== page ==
Editorial: Professor watchlist avoids academic dialogue

By The Pitt News Editorial Board

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Before you sign up for a class, you check the professor’s Rate My Professor and maybe his or her bio on Pitt’s site.

Now, some students might also see if their professors “liberal biases” have landed them on a watchlist.

With the launch of a new website last week, any of your professors who are “caught” attending a rally for liberal causes, going on a Marxist Twitter rant or lecturing about white privilege, could be put on a watchlist.

Turning Point USA, a national nonprofit that aims to promote fiscal responsibility, free markets and limited government, launched the website professorwatchlist.org last week as a way for students, mainly those who lean conservative, to learn about their professors’ possible biases.

The site allows users to submit anonymous descriptions of college professors who display a discriminatory bias against conservatives using news stories as sources. According to the site, its mission is “to expose and document college professors who discriminate against conservative students and advance leftist propaganda in the classroom.”

Although the stated goal of the organization is to promote free speech, the site’s efforts to single out professors for their liberal ideology is at odds with enhancing political discourse. Instead of letting conservative students be challenged by viewpoints they don’t agree with, the site allows them the opportunity to avoid ideas and opinions they don’t like. And it targets professors, potentially slandering them without notifying them they’ve been written about.

Recently, conservatives love to criticize college campuses for having safe spaces and trigger warnings because they suppress conservative — and sometimes offensive and harmful -— ideas and speech. But a watchlist is simply another form of suppression. If a student is troubled by an idea or professor’s lesson, they should be able to speak up and confront them openly, rather than make the classroom into the same opinion bubble that social media has become.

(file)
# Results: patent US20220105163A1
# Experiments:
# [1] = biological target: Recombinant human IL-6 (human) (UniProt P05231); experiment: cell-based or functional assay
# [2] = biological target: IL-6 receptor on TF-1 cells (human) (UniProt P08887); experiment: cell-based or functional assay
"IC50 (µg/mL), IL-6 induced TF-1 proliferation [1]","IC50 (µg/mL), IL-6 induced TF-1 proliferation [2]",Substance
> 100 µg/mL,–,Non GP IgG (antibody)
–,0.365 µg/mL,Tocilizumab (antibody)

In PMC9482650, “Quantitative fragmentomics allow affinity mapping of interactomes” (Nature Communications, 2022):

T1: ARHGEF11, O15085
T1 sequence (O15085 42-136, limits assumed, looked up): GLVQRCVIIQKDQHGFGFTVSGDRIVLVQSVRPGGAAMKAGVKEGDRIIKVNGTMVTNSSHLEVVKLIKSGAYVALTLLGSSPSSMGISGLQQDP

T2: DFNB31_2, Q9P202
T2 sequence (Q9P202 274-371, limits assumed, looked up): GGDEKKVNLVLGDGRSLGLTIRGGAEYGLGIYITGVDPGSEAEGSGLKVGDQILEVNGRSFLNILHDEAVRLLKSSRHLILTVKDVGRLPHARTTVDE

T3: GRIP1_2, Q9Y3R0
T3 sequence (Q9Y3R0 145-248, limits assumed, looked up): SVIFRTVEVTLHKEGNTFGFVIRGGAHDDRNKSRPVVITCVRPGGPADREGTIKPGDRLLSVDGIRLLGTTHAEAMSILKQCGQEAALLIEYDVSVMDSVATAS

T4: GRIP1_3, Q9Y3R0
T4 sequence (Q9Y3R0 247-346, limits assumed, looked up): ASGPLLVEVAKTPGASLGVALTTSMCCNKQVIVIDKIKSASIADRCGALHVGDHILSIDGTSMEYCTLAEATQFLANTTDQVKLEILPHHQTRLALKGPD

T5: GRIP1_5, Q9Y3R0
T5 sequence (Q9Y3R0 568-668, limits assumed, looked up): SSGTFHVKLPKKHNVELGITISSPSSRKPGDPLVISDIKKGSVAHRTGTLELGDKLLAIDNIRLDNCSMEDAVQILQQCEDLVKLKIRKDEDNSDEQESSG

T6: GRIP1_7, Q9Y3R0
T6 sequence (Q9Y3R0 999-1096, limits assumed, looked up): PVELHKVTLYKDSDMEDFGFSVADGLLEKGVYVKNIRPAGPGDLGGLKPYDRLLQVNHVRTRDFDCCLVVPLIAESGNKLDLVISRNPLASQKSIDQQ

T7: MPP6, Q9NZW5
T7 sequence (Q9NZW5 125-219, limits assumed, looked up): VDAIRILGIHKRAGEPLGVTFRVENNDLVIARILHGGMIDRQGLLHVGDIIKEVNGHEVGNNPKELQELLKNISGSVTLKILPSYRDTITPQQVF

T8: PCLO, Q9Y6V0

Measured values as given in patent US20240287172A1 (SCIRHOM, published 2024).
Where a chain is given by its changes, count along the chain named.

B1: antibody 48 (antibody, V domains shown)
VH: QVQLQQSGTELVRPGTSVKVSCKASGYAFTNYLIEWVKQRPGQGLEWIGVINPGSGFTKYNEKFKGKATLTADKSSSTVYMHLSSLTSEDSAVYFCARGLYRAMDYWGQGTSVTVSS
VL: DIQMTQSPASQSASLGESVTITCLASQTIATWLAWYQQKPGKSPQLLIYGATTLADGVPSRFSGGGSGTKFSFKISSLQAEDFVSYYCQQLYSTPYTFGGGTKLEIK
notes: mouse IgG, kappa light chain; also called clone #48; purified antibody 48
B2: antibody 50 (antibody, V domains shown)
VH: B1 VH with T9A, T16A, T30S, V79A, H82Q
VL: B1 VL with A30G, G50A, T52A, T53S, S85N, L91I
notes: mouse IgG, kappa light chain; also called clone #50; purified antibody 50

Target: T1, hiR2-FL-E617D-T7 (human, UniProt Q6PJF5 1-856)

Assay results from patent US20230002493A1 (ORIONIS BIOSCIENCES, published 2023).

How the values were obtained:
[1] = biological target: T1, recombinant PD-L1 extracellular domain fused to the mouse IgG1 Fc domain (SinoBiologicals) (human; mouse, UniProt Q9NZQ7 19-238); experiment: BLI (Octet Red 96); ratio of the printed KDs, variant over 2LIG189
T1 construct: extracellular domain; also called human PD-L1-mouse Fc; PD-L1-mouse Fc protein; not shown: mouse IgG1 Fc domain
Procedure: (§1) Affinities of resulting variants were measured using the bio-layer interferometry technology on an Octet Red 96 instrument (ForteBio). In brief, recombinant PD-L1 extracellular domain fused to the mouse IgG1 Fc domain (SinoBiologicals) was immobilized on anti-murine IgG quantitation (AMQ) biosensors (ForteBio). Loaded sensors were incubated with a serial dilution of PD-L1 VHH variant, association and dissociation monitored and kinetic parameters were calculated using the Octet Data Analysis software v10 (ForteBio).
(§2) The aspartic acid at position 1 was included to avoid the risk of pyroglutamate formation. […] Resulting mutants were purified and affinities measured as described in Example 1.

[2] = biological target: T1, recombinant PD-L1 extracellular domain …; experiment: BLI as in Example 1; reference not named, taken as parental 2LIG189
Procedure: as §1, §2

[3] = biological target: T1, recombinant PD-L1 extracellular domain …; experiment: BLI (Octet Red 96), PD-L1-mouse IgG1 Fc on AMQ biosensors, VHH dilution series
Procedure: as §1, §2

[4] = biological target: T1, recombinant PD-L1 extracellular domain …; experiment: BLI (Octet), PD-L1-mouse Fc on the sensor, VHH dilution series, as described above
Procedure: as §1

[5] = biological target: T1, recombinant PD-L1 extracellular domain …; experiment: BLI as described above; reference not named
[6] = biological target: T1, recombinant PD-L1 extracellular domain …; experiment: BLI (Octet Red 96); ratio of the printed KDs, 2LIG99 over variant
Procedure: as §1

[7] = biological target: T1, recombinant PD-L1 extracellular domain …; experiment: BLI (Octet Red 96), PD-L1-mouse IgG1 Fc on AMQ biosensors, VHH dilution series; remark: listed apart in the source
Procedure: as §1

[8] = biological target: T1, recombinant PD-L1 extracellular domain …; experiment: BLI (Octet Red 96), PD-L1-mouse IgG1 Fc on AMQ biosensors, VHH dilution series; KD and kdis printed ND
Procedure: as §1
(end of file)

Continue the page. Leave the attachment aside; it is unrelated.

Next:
As of now, the site has targeted a handful of professors in Pennsylvania — most of whom work at the University of Pennsylvania and Penn State — but none at Pitt.  

Ashley Butcher, president of Pitt’s chapter of Turning Point USA, said Sunday that she was not aware of the site until it became public, but will inform those who wish to use it on campus.

Alana Mastrangelo, the regional director for Ohio at Turning Point USA who helped create the initial list of professors, says it’s a tool for students to learn about professors who have shown extreme behavior in their biases.

The professors on the watchlist are added for acts ranging from cursing at a conservative guest speaker on campus, tweeting a political opinion or teaching “critical race theory” in class.

“The definition for discrimination varies. There has to be a news article on them that Turning Point USA then has to approve. The criteria involve anything that censors free speech,” Mastrangelo told The Pitt News Sunday.

In such a politically divisive time, it’s important now more than ever to engage in dialogue and seek to understand each other’s differences. If right-leaning or libertarian students view these professors as radical and refuse to take a class because of it, then it is just as dangerous as the safe spaces they are known to denounce.

Furthermore, it’s not fair for professors — who are pretty free to decide what they say to a class, with certain exceptions — to be unknowingly targeted for supposed biased behavior without notice. Like all of us, they have personal lives and contribute to the community in other ways besides teaching. This watchlist could justify harassment, endanger their safety and their reputations.

Liberal professors aren’t a threat to free speech, just as conservative professors and students aren’t. Any watchlist, whether for liberal or conservative professors, only minimizes open discussion and contributes to the already expanding political polarization on college campuses. We shouldn’t be condoning this.

If you find your professor to be biased in a way that endangers your right to free speech, talk to him or her about it. Don’t hide behind a screen and avoid the discussion.

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